8. Hi Damien. Sorry i have not replied earlier but have been away from my desk so have missed your question. First, i suggest you do a Level one Premier Skills program. It will provide answers you are searching for.
    However, briefly; —– the combination of ‘technique and skill’ practice that we have developed is a modern concept of street football. Suitably arranged area sizes combined with equally suitable opposition number(s) provides both the time and space for players to gain individual confidence on the ball whilst at the same time acquire the important awareness needed for competitive play. As players develop and are ‘assessed’ in these realistic, competitive situations, the coach can adapt the size of the practice area and follow this with a gradual increase in opposition number(s). This form of work method is ongoing and provides the players from day one with a realistic Practice/Playing format that will develop individuals who are able to conjoin with team-mates when required to do so. TOTAL FOOTBALLERS’ TO PLAY TOTAL FOOTALL .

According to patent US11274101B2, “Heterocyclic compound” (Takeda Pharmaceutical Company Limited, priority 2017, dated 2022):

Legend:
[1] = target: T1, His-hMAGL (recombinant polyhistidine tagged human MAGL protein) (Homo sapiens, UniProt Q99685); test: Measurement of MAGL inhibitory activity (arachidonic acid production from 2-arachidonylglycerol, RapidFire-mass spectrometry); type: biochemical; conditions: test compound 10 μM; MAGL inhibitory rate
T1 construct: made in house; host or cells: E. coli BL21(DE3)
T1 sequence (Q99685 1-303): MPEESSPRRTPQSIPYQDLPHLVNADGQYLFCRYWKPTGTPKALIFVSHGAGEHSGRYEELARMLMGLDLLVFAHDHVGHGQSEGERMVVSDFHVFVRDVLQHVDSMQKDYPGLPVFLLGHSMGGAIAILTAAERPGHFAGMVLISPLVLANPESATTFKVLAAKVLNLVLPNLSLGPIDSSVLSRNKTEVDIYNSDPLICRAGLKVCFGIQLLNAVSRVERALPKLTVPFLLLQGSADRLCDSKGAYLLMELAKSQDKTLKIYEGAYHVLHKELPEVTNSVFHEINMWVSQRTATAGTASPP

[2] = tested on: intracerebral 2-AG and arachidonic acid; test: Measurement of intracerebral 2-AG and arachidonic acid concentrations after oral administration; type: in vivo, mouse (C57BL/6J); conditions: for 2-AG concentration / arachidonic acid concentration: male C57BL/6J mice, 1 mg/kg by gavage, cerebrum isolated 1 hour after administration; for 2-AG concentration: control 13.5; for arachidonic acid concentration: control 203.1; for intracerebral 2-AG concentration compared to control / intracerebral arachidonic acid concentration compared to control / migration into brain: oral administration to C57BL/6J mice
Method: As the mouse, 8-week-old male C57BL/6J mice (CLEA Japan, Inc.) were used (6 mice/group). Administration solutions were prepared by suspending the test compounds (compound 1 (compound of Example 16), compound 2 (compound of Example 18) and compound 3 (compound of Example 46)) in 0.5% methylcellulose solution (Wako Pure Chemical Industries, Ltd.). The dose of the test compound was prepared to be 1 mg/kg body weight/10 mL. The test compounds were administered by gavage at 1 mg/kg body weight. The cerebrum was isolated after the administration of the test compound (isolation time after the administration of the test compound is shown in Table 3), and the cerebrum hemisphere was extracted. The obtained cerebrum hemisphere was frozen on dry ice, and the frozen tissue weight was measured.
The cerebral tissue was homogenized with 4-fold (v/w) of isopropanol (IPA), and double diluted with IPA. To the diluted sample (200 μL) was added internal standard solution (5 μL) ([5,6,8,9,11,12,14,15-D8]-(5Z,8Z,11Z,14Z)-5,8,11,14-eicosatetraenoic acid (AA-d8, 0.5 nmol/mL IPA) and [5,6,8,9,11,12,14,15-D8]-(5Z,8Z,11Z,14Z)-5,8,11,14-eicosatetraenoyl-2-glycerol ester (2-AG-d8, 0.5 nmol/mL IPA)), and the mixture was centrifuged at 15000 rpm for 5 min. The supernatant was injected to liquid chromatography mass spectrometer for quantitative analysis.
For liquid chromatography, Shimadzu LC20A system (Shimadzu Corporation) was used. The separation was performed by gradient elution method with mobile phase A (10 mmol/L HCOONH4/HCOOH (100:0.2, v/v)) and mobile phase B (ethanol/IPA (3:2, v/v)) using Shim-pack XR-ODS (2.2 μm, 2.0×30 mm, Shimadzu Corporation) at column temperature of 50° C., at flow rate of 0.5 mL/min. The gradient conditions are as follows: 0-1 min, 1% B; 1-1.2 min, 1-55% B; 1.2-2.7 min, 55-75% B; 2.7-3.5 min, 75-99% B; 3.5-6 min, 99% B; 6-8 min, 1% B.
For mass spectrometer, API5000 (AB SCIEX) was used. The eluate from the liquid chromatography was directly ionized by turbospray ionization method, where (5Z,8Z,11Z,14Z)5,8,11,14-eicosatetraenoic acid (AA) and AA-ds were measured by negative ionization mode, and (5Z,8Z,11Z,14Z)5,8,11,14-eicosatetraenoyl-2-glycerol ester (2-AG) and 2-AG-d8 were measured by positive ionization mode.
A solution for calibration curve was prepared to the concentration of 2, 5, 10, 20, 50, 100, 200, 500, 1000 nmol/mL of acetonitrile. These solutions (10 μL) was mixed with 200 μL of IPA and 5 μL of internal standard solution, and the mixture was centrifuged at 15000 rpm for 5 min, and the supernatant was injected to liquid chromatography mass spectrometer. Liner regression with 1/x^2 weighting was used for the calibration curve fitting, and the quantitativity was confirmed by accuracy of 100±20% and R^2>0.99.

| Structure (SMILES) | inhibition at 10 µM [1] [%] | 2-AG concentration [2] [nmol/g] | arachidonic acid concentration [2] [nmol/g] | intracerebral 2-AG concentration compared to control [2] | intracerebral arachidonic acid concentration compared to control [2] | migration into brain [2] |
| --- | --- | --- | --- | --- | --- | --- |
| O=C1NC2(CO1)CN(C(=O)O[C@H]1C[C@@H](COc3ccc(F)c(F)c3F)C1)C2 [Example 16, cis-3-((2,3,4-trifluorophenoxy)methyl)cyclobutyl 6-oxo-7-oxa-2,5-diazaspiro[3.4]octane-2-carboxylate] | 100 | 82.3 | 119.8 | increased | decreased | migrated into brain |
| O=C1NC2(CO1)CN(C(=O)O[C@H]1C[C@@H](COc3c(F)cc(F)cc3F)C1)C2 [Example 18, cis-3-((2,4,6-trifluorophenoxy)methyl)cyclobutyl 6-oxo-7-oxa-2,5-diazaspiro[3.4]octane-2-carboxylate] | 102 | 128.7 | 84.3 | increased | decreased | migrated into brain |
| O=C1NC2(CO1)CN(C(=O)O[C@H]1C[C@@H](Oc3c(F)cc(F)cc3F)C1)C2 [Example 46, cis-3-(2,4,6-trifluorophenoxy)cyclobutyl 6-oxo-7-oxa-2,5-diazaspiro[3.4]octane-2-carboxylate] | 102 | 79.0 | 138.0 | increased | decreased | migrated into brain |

Good luck and best regards……………. John

    • I don’t know if they come to the US, but there are Coerver Coaching clinics held in the US taught by Charlie Cooke himself. I attended one in February in Florida